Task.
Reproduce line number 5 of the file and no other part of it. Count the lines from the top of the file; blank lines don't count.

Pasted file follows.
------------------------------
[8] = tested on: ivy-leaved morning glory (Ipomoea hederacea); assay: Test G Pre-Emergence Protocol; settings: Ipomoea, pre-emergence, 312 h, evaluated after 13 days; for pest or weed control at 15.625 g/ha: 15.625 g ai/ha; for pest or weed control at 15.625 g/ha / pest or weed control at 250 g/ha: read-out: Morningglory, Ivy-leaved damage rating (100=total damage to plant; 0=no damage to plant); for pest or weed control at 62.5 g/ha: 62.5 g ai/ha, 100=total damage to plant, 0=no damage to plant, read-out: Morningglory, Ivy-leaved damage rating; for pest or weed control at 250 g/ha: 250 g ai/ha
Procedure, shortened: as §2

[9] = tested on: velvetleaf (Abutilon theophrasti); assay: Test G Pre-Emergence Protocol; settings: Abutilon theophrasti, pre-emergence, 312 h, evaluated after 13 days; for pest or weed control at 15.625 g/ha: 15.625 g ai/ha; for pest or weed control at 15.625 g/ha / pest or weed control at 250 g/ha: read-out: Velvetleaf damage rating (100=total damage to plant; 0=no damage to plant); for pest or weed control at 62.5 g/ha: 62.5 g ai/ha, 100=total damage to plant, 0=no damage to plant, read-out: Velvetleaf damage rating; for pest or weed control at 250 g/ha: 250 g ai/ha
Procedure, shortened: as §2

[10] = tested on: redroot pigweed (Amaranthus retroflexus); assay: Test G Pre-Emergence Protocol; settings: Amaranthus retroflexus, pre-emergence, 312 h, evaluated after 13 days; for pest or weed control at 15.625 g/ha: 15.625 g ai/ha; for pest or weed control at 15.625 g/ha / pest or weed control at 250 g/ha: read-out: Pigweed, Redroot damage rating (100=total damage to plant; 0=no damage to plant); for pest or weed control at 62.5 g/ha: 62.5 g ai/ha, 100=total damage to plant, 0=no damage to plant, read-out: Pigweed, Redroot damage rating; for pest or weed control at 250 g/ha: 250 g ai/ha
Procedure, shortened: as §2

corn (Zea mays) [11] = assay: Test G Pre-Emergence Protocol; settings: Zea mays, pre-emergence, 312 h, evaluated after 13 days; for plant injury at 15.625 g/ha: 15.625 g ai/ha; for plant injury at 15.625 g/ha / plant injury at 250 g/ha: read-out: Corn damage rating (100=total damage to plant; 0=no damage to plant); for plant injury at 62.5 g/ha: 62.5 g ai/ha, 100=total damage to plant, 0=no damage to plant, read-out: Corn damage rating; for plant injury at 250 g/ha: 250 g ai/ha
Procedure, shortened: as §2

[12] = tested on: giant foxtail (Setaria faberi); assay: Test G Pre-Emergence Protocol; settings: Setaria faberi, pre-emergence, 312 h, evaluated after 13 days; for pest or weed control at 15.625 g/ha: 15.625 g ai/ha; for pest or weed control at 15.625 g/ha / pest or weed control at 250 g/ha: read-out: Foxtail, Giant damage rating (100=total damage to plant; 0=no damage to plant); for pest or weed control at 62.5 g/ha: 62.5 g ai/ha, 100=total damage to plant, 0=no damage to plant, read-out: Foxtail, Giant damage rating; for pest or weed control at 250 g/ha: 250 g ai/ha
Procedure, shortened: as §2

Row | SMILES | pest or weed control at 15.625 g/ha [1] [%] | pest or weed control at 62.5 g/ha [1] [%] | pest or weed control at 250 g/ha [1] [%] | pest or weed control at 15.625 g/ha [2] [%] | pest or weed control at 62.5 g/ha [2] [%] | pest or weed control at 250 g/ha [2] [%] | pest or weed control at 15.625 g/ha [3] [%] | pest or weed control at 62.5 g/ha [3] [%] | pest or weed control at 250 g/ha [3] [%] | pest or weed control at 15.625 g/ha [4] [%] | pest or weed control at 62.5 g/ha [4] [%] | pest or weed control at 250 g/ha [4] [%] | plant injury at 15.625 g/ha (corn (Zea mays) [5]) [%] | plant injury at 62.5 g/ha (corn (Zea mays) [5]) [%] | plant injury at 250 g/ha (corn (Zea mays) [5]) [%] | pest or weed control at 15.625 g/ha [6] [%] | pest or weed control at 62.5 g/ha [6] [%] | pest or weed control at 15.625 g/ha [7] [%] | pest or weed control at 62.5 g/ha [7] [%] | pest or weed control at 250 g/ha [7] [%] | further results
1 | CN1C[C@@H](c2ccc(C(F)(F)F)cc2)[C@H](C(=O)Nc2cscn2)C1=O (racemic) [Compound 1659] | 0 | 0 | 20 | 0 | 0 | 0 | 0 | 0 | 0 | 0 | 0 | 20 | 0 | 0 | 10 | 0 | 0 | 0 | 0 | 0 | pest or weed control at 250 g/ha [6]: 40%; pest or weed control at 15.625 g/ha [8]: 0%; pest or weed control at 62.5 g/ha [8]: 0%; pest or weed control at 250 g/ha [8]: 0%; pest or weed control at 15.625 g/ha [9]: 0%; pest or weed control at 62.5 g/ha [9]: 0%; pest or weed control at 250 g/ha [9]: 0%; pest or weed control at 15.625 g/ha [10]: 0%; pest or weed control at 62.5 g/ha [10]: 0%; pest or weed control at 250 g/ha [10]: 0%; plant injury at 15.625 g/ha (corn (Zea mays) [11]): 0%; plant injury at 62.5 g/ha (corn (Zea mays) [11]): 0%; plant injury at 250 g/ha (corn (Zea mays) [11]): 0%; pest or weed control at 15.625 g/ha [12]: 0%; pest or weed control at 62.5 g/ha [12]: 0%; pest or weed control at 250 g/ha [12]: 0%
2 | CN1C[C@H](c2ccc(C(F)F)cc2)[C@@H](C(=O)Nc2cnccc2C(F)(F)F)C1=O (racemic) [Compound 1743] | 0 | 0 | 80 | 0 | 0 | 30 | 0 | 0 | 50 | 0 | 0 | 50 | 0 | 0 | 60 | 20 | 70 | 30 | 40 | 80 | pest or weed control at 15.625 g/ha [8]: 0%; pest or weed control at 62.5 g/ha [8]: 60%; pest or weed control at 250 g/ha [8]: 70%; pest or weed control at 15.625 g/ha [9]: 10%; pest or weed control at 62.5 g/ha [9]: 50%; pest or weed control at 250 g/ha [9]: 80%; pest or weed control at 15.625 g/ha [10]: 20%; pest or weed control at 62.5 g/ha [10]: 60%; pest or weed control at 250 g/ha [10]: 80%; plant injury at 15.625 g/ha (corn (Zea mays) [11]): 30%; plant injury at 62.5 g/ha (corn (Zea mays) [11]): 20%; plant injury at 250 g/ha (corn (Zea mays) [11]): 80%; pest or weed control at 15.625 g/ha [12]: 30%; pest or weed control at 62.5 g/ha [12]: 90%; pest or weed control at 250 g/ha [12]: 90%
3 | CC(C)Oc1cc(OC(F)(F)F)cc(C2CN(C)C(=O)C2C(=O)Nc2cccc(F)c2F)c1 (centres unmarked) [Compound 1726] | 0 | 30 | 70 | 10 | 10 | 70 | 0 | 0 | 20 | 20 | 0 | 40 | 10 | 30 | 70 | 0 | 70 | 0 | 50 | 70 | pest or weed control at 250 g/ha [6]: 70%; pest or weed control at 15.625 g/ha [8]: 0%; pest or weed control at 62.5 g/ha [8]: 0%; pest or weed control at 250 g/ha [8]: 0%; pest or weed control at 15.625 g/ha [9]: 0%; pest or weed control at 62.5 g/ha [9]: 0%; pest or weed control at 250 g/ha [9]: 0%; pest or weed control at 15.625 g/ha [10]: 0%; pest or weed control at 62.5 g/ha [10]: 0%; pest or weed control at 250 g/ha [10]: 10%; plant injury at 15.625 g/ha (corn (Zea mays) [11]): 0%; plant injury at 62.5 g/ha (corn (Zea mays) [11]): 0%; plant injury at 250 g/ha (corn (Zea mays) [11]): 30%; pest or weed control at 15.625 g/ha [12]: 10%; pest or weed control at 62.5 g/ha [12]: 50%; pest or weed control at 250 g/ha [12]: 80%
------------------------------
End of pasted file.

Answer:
[10] = tested on: redroot pigweed (Amaranthus retroflexus); assay: Test G Pre-Emergence Protocol; settings: Amaranthus retroflexus, pre-emergence, 312 h, evaluated after 13 days; for pest or weed control at 15.625 g/ha: 15.625 g ai/ha; for pest or weed control at 15.625 g/ha / pest or weed control at 250 g/ha: read-out: Pigweed, Redroot damage rating (100=total damage to plant; 0=no damage to plant); for pest or weed control at 62.5 g/ha: 62.5 g ai/ha, 100=total damage to plant, 0=no damage to plant, read-out: Pigweed, Redroot damage rating; for pest or weed control at 250 g/ha: 250 g ai/ha